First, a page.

Hurricane victims in northern Florida are raising the alarm that they continue to face severely difficult conditions one year after Hurricane Michael hit land. The Category 5 storm devastated rural communities and small towns throughout the Florida Panhandle as well as hitting some larger cities, such as Panama City and Port St. Joe. Even though the hurricane hit land in October 2018, residents continue to live in hotel rooms, trailers and tents as of fall 2019. Many buildings have not yet been repaired, and fallen trees continue to dominate the landscape in some places. Thousands of people have left the heavily impacted communities, especially due to the economic damage caused by the storm.
Agricultural crops like peanuts, timber and cotton were devastated by hurricane damage. In addition, homeowners continue to struggle with insurance companies that are denying or delaying payouts on their hurricane insurance claims. Due to the shortage of housing, affordable homes are few and far between, driving residents away from the area and leading to an even deeper economic crisis. In addition, public buildings also continue to show signs of devastation from the storm. Many children are attending school in trailers and other temporary buildings due to hurricane damage to their original school buildings.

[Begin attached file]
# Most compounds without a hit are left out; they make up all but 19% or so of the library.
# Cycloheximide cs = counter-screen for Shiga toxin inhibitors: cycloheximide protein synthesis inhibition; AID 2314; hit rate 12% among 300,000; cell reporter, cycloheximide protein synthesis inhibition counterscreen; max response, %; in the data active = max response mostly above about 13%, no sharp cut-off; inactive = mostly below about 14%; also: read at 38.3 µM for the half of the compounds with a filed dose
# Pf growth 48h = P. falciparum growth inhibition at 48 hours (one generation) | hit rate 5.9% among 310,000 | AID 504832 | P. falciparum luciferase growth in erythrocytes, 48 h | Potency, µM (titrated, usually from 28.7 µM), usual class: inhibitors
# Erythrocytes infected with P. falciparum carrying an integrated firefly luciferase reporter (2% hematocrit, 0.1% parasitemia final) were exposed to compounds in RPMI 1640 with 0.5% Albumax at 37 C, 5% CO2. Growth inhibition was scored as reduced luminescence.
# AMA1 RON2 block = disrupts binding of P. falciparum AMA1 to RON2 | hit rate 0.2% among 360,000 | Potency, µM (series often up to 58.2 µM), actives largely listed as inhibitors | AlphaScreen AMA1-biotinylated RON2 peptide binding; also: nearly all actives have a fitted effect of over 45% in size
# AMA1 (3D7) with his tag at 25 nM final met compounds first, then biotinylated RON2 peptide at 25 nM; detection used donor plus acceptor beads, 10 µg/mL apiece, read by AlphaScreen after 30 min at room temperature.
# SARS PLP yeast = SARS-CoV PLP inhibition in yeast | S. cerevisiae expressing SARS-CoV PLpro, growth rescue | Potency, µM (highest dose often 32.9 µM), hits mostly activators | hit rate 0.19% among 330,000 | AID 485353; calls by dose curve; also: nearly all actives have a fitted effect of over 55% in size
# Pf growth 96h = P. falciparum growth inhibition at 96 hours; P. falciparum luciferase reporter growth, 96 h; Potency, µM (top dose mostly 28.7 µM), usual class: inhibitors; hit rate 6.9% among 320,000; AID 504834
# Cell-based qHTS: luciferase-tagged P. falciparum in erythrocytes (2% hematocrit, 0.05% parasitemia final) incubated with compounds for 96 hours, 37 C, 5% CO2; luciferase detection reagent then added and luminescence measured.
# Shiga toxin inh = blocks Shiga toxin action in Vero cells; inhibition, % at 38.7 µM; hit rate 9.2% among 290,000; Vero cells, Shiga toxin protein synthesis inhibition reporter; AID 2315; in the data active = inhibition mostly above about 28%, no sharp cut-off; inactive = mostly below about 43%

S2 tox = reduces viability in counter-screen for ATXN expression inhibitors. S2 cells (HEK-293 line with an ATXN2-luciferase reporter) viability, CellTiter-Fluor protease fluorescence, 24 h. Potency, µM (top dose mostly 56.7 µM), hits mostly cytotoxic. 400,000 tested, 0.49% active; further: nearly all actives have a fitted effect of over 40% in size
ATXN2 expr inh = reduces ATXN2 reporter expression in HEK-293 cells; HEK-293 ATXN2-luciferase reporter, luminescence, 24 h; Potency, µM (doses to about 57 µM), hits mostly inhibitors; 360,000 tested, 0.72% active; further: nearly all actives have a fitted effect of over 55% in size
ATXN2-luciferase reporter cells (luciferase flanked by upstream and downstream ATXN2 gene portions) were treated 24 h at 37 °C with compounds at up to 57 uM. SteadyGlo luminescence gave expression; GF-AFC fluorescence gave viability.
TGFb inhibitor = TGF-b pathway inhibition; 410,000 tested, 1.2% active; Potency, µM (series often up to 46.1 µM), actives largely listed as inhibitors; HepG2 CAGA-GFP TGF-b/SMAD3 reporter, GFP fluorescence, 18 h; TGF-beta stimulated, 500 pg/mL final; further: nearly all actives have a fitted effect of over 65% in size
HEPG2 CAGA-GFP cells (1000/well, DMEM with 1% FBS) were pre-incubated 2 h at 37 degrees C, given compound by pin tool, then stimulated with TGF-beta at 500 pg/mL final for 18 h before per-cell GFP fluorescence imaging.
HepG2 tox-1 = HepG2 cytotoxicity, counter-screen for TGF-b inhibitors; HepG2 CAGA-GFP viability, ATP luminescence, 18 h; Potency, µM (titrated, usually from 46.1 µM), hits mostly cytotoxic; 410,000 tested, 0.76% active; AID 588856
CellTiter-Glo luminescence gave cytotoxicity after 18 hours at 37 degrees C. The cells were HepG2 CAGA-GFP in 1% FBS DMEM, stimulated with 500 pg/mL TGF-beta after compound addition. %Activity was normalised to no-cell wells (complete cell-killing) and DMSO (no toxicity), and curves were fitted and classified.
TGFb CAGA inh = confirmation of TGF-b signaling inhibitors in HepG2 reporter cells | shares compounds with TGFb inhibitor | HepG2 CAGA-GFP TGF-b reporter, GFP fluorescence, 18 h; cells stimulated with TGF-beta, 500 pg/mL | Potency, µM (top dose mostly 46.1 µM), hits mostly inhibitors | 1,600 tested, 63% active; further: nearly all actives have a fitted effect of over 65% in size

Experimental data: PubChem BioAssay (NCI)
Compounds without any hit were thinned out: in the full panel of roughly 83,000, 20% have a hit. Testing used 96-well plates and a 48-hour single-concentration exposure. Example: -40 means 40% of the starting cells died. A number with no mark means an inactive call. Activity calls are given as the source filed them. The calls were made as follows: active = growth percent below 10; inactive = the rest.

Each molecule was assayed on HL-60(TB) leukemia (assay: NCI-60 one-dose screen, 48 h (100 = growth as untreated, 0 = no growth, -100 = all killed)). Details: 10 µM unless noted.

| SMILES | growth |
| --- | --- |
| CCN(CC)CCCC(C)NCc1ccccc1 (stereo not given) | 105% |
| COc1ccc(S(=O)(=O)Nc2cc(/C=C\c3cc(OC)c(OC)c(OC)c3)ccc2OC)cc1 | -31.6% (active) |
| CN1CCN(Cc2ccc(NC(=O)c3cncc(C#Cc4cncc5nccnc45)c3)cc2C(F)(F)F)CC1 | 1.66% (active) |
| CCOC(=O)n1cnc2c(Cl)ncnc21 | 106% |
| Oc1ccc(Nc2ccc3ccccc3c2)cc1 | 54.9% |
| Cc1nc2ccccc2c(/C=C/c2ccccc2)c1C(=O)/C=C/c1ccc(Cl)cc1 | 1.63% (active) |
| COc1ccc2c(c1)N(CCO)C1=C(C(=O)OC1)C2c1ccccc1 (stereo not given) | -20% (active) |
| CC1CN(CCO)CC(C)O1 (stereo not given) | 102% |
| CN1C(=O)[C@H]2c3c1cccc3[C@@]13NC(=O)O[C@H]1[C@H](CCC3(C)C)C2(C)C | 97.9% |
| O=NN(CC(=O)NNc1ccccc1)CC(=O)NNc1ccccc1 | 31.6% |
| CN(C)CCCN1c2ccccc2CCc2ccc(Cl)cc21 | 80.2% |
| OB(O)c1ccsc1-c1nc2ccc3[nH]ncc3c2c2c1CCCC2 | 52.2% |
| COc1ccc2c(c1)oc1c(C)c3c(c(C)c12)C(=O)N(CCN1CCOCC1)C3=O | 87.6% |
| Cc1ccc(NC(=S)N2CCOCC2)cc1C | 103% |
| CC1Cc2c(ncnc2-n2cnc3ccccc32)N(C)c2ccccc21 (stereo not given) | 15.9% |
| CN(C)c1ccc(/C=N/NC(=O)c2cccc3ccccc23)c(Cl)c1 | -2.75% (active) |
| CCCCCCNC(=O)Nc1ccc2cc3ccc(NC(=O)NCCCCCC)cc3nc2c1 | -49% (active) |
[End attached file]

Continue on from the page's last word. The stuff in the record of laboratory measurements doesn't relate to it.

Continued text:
Nevertheless, the hurricane received less attention than some other devastating storms, both from the media and from government officials and relief agencies. Some people fear that because rural communities and small towns bore the brunt of the impact, their struggles are being ignored or forgotten, especially as aid bills have seen delays in approval.
Many homeowners pay their premiums for years only to face ongoing delays when they need to file homeowners’ insurance claims. An insurance law attorney may be able to help homeowners pursue the compensation they need to repair their damaged houses.